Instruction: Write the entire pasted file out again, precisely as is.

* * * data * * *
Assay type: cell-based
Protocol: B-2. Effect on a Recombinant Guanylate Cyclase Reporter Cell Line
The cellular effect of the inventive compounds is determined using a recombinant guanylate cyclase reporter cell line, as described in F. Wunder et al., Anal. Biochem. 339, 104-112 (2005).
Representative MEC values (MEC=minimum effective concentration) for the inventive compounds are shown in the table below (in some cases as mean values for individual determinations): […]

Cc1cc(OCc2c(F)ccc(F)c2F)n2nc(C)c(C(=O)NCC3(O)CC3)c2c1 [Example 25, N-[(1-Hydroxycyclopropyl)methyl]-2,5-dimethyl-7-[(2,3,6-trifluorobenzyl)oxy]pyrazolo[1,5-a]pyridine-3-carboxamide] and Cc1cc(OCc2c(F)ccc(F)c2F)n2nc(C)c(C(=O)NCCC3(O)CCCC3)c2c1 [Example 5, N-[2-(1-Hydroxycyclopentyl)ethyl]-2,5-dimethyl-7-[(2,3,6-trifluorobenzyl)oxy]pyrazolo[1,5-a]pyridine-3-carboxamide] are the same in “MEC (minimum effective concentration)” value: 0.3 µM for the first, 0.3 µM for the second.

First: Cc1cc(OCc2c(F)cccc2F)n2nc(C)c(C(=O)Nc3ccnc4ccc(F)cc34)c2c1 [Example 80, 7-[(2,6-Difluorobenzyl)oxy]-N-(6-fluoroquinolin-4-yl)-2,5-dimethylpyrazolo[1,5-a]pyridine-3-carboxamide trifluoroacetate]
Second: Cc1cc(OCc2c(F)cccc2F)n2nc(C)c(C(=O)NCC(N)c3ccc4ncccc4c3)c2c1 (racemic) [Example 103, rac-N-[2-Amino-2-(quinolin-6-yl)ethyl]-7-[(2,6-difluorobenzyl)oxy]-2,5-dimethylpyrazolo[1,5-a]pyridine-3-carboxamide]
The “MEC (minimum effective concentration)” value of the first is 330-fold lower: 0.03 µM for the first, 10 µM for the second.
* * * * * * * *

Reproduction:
Assay type: cell-based
Protocol: B-2. Effect on a Recombinant Guanylate Cyclase Reporter Cell Line
The cellular effect of the inventive compounds is determined using a recombinant guanylate cyclase reporter cell line, as described in F. Wunder et al., Anal. Biochem. 339, 104-112 (2005).
Representative MEC values (MEC=minimum effective concentration) for the inventive compounds are shown in the table below (in some cases as mean values for individual determinations): […]

Cc1cc(OCc2c(F)ccc(F)c2F)n2nc(C)c(C(=O)NCC3(O)CC3)c2c1 [Example 25, N-[(1-Hydroxycyclopropyl)methyl]-2,5-dimethyl-7-[(2,3,6-trifluorobenzyl)oxy]pyrazolo[1,5-a]pyridine-3-carboxamide] and Cc1cc(OCc2c(F)ccc(F)c2F)n2nc(C)c(C(=O)NCCC3(O)CCCC3)c2c1 [Example 5, N-[2-(1-Hydroxycyclopentyl)ethyl]-2,5-dimethyl-7-[(2,3,6-trifluorobenzyl)oxy]pyrazolo[1,5-a]pyridine-3-carboxamide] are the same in “MEC (minimum effective concentration)” value: 0.3 µM for the first, 0.3 µM for the second.

First: Cc1cc(OCc2c(F)cccc2F)n2nc(C)c(C(=O)Nc3ccnc4ccc(F)cc34)c2c1 [Example 80, 7-[(2,6-Difluorobenzyl)oxy]-N-(6-fluoroquinolin-4-yl)-2,5-dimethylpyrazolo[1,5-a]pyridine-3-carboxamide trifluoroacetate]
Second: Cc1cc(OCc2c(F)cccc2F)n2nc(C)c(C(=O)NCC(N)c3ccc4ncccc4c3)c2c1 (racemic) [Example 103, rac-N-[2-Amino-2-(quinolin-6-yl)ethyl]-7-[(2,6-difluorobenzyl)oxy]-2,5-dimethylpyrazolo[1,5-a]pyridine-3-carboxamide]
The “MEC (minimum effective concentration)” value of the first is 330-fold lower: 0.03 µM for the first, 10 µM for the second.